7 defined on n intervl of the form (, b] or [b, ) nd which stisfy the corresponding prts of Definitions 1 or 4. A more generl sttement isn t hrd to prove, but is messier to stte. Chnge-of-Vribles Theorem. Suppose f is continuous on n intervl I, where either (i) I = (, b] or (ii) I = [b, ). Let φ : I R be continuous on I nd continuously differentible on the interior of I. In cse (i), suppose tht lim t φ(t) = c, where we llow the symbol c to stnd for rel number or for. (Thus we ssume tht either the limit exists, or tht lim t φ(t) =.) Similrly, in cse (ii), suppose tht lim φ(t) = c, t where gin c my stnd for. Then in ech cse ((i) nd (ii)) either both of the integrls f(φ(t))φ (t)dt, c f(x)dx (8) exist, or neither does. (If c = or c φ(b), see the lst remrk t the end of these notes.) When the integrls exist, they re equl. Proof. We will write out the proof only for the cse in which I = (, b] nd c < φ(b) is rel number; the other cses re similr. Assume the second integrl in (8) exists. Note tht for u >, the hypotheses of Corollry 3 on p. 128 of Rosenlicht (the chnge-of-vribles formul for proper integrls) re stisfied with U = (u, b). By hypothesis lim φ(b) y c y f(x)dx exists nd lim u φ(u) = c. Hence c f(x)dx = lim y c y f(x)dx = lim u φ(u) f(x)dx = lim f(φ(t))φ (t)dt. u u Thus the limit on the extreme right, which is the definition of f(φ(t))φ (t)dt, exists nd equls the integrl on the extreme left. Conversely, suppose tht the first integrl in (8) exists. Then, s bove, we hve f(φ(t))φ (t)dt = lim u u f(φ(t))φ (t)dt = lim f(x)dx. u φ(u) Let y n c. Since lim t φ(t) = c, the Intermedite Vlue Theorem implies tht φ mps the intervl (, + δ] onto (c, φ( + δ)] for ll δ < b. Thus there exists sequence u n such tht y n = φ(u n ) for ll n. Continuing the chin of equlities bove, we then hve lim f(x)dx = lim f(x)dx = lim f(x)dx. u φ(u) n φ(u n) n y n 7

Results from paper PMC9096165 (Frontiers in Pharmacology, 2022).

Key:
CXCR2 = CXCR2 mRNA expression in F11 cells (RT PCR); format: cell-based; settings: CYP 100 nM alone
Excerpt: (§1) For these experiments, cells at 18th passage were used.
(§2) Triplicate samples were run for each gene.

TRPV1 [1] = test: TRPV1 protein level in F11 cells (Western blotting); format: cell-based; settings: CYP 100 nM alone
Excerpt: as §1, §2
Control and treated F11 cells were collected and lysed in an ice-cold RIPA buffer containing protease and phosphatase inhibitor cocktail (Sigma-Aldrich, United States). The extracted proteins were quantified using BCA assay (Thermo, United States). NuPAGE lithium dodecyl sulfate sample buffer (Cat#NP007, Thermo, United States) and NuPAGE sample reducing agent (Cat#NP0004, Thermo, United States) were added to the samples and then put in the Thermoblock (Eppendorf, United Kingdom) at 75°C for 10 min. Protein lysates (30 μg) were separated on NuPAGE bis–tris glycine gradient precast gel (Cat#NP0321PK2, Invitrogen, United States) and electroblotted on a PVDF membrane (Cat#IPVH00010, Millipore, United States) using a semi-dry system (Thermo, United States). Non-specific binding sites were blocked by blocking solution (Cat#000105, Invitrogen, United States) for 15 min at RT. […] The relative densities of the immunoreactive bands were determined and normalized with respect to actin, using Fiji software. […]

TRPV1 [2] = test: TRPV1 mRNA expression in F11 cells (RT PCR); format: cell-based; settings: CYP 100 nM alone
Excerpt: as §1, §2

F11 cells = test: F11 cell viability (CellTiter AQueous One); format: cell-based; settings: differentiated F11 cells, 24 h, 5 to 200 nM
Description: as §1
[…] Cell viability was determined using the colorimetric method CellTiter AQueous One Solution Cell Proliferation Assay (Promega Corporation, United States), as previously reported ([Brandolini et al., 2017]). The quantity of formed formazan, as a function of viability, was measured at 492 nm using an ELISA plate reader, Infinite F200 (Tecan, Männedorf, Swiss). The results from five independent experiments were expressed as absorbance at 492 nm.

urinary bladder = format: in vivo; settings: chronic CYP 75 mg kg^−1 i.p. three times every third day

8 Applying Lemm 1, lim y c y f(x)dx exists nd equls the first integrl in (8). Exercises. 16. Re-do exercise 10 by using exercise 1 nd chnge of vribles. 17. Prove tht if f : [0, ) R is nonnegtive, decresing function, with lim x f(x) = 0, then 0 f(x) sin(x)dx converges. 18. Prove tht 0 sin(x)dx does not converge, but tht 0 sin(x 2 ) dx nd 0 x sin(x 2 )dx do converge. (To understnd wht is enbling the lst two integrls to converge, even though the integrnd is not pproching 0 nd, in the lst integrl, is even unbounded it is instructive to grph the integrnds.) 19. Prove tht 1 0 sin( 1 )dx exists. x Finl remrks. 1. From Definition 3 nd eqution (6) it is cler tht f GR-integrble on [, b] does not require the function f even to be defined t nd b. Even if f() nd f(b) re defined, the vlues f(), f(b) ffect neither GR-integrbility (or Riemnn integrbility for tht mtter) nor the vlue of the integrl. Therefore we define GRintegrble on (, b], GR-integrble on [, b), nd GR-integrble on (, b) ll to men the sme thing s GR-integrble on [, b]. The terminology GR-integrble on (, b) is the most flexible, since it llows for the cses = nd b =. 2. So fr we hve defined integrls f(x) dx only when < b. We extend our definition to llow for b in the sme wy s for Riemnn integrls: In the generlized cse if > b we sy tht f(x) dx exists iff f is GRintegrble on (b, ), in which cse we define f(x) dx = b f(x) dx. (We hve used open-intervl nottion here in order include the cses in which or b is infinite.) For R we declre every function to be GR-integrble over the intervl [, ], with f(x) dx = 0. 8